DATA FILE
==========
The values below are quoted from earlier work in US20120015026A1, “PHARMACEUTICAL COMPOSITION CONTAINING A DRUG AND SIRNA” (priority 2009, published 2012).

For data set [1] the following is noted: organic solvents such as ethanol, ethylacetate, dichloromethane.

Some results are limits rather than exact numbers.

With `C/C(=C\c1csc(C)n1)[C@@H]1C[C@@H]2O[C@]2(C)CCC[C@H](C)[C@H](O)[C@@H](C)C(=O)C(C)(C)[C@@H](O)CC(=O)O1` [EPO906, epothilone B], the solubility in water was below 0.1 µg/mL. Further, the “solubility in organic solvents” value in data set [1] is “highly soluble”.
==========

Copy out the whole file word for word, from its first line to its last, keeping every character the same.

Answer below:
The values below are quoted from earlier work in US20120015026A1, “PHARMACEUTICAL COMPOSITION CONTAINING A DRUG AND SIRNA” (priority 2009, published 2012).

For data set [1] the following is noted: organic solvents such as ethanol, ethylacetate, dichloromethane.

Some results are limits rather than exact numbers.

With `C/C(=C\c1csc(C)n1)[C@@H]1C[C@@H]2O[C@]2(C)CCC[C@H](C)[C@H](O)[C@@H](C)C(=O)C(C)(C)[C@@H](O)CC(=O)O1` [EPO906, epothilone B], the solubility in water was below 0.1 µg/mL. Further, the “solubility in organic solvents” value in data set [1] is “highly soluble”.